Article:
While the revelations are directed toward members of the Church, identifying them is another puzzle that has engaged several scholars. Jonsson introduces previous suggestions as to who some figures might be but, generally, refrains from partaking in speculative assumptions, noting only the more certain identities. It seems that the first revelations (III, 1-3) must have occurred in Sweden and that the subsequent revelations (III, 5- 29 and 33) were experienced during her stay in Italy. Jonsson agrees with B. Klockars interpretation that revelations III, 1-3 may have been intended for Bishop Thomas of Vaxjo (p.32). References in III, 4 to the "undutiful bishop and his dutiful canon" may have been intended for Petrus Tyrgilli, Archbishop 1351-1366 and Master Mathias (p.33). Revelations III, 5-9 occurred in Milan and Rome. As Jonsson demonstrates, revelations III, 8 and 9 were addressed to the Archbishop of Milan, Giovanni Visconti in 1339. The belief that Birgitta had predicted the Great Schism of the Church in 1378, some twenty years prior to the event, was based on another revelation mentioned in Addiciones III, 10 (p.113). In fact, this is the evidence which Magnus Petri in his capacity as confessor general (1384-1394) is believed to have used in the letter of defending Birgitta's revelations (p.34). Symbolic references to the ruinous condition of St. Maria Maggiore in Rome in III, 10 mirror the troubled state of the Church at that time. Birgitta's belief that a new religious order was needed surfaces in the revelations III, 14 -19 where she attacks the Dominican order in their preference for wealth rather than poverty (III, 15:1) and the Benedictine order in III, 20-22. The inspiration of St. Benedict is described as a fire burning inside him. Once inside others it is now lost (III, 21). Jonsson concurs with Schmid and Brilioth that the revelations were directed toward Archbishop Petrus Philippi and the Dominican Odgisle (Eglislus) Birgeri (d.1352-1353) Bishop of Vasteras in 1329 but who was at the papal court in Avignon for more than 10 years. He became known for his use of bribery to secure papal authority for King Magnus Eriksson's occupation of Scania (p.37). Rev. III, 26 is of historical interest for its discussion about salvation and Jews, the three groups of mankind and their degrees of evil, irrespective of their religious beliefs. Upon her arrival in Rome in revelation III, 27:1 Birgitta compares the monk with a Christain knight. The concluding revelations discusss her efforts to learn Latin and references to the Virgin. The following sections give a brief synopsis of the revelations, their content and the names of some of the individuals alluded to in Birgitta's revelations.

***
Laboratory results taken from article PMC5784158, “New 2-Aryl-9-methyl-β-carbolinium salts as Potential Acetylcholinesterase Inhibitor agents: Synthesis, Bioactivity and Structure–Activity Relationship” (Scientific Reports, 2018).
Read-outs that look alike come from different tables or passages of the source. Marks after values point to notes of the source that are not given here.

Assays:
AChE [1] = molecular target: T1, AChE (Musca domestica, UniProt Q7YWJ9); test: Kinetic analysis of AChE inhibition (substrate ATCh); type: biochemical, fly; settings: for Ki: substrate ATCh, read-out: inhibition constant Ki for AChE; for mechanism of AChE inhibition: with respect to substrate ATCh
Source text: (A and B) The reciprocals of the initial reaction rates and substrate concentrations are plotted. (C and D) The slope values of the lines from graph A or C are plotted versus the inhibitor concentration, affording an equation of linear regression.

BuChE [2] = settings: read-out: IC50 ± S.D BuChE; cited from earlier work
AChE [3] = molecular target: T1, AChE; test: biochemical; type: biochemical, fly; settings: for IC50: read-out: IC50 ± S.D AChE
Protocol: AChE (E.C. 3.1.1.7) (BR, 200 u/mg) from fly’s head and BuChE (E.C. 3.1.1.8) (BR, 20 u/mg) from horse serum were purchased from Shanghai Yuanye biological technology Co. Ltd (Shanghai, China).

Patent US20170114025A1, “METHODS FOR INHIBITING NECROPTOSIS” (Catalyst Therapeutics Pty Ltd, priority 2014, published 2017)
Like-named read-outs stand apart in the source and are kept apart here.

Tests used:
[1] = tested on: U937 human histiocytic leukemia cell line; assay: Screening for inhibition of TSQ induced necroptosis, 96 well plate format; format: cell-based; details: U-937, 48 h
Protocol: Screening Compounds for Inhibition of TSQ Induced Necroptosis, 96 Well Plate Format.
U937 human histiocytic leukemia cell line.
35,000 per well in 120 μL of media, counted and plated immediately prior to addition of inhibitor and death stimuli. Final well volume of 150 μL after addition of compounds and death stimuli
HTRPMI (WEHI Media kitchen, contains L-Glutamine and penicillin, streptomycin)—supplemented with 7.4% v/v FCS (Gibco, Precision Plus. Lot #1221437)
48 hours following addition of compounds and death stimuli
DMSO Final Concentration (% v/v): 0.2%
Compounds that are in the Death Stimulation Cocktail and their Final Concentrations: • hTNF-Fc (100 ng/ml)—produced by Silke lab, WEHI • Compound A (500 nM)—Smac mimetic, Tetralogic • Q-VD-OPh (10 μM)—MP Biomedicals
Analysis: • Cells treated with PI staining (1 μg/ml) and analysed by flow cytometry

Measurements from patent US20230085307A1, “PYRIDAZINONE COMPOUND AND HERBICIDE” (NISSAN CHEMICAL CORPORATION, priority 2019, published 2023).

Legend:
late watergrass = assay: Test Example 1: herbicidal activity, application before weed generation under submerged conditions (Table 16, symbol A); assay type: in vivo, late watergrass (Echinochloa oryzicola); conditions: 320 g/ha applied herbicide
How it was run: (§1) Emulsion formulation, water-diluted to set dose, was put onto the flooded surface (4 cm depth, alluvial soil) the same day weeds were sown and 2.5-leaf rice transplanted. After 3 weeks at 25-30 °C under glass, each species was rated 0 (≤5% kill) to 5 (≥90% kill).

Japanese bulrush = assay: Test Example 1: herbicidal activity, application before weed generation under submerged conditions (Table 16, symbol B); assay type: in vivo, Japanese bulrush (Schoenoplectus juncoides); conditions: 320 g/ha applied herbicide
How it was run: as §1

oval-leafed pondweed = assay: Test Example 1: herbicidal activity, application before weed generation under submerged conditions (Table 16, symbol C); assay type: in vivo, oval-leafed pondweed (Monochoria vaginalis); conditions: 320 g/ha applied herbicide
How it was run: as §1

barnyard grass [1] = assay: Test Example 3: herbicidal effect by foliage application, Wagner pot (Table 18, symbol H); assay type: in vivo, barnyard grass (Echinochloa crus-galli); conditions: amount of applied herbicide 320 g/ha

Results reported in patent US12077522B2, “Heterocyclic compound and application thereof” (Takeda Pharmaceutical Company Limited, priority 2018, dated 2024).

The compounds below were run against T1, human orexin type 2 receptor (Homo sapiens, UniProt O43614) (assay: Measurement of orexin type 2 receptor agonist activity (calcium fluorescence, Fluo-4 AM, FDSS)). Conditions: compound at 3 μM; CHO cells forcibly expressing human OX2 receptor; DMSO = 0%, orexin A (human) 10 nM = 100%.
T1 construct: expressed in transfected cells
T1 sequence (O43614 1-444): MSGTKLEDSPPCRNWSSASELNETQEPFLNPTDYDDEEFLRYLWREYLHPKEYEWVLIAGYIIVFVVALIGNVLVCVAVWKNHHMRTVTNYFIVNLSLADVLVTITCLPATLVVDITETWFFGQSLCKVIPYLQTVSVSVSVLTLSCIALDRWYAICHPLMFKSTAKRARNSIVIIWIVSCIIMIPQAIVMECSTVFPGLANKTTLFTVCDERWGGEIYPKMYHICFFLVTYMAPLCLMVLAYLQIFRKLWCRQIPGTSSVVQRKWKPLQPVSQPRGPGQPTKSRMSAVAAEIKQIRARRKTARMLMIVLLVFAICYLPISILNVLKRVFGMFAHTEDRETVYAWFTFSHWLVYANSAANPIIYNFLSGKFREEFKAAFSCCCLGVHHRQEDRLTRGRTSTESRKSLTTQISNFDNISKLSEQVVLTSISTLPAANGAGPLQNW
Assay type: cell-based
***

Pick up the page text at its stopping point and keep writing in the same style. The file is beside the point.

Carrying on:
As a conclusion to this review mention should be made of Jonsson's references to Birgitta's explanations of what constitutes her revelations for this is an interesting dimension not addressed in other editions. What exactly is a revelation? According to Birgitta it is when "St. Ambrose says that he wants to talk to her through a similitude because her heart cannot understand the implication of spiritual things without a corporal similitude" (III, 6:1; p.24). Furthermore, in III, 30:8 Birgitta describes herself as "the channel of the Holy Ghost" ( canalis scilicet Spiritus Sancti) and in III, 19:23 she likens herself to an ancient prophet (p.24). The shifting plurality of time and speech become intertwined as "the Virgin Mary says certain events of a revelation can occur in an instant before God but for Birgitta's sake they have been prolonged with the help of words because a thousand years with God are like one hour" (III, 4:18). Lastly, the historical sense of time is not applicable to revelations for, as Birgitta says, God "sometimes speaks in the present about what belongs in the future and about things that will happen as if they have already taken place" (III, 19:23; p.24-25).

NOTES

1. C.G. Undhagen, ed., Santa Birgitta, Reuelaciones Liber I Book I with magester Mathias' Prologue, SFSS, Ser.2. Latinska skrifter VII:1. Stockholm, 1978.

2. H. Aili, ed., Santa Birgitta, Reuelaciones Book IV (SFSS, Ser.2. Latinska skrifter VII:4. Stockholm, 1992.

3. B. Bergh, ed., Sancta Birgitta, Reuelaciones Book V Liber questionum (SFSS, Ser.2. Latinska skrifter VII:5. Uppsala, 1971.

4. B. Bergh, ed., Sancta Birgitta, Reuelaciones. Book VI Stockholm, 1991.

5. B. Bergh, ed., Sancta Birgitta, Reuelaciones. Book VII(SFSS, Ser.2. Latinska skrifter VII:7) Diss. Uppsala, 1967.

6. H.T. Gilkær, The Political Ideas of St. Birgitta and her Spanish Confessor, Alfonso Pecha. Liber Celestis Imperatoris ad Reges. A Mirror of Princes. Odense University Studies in History and Social Sciences 163, Diss. Odense, 1993.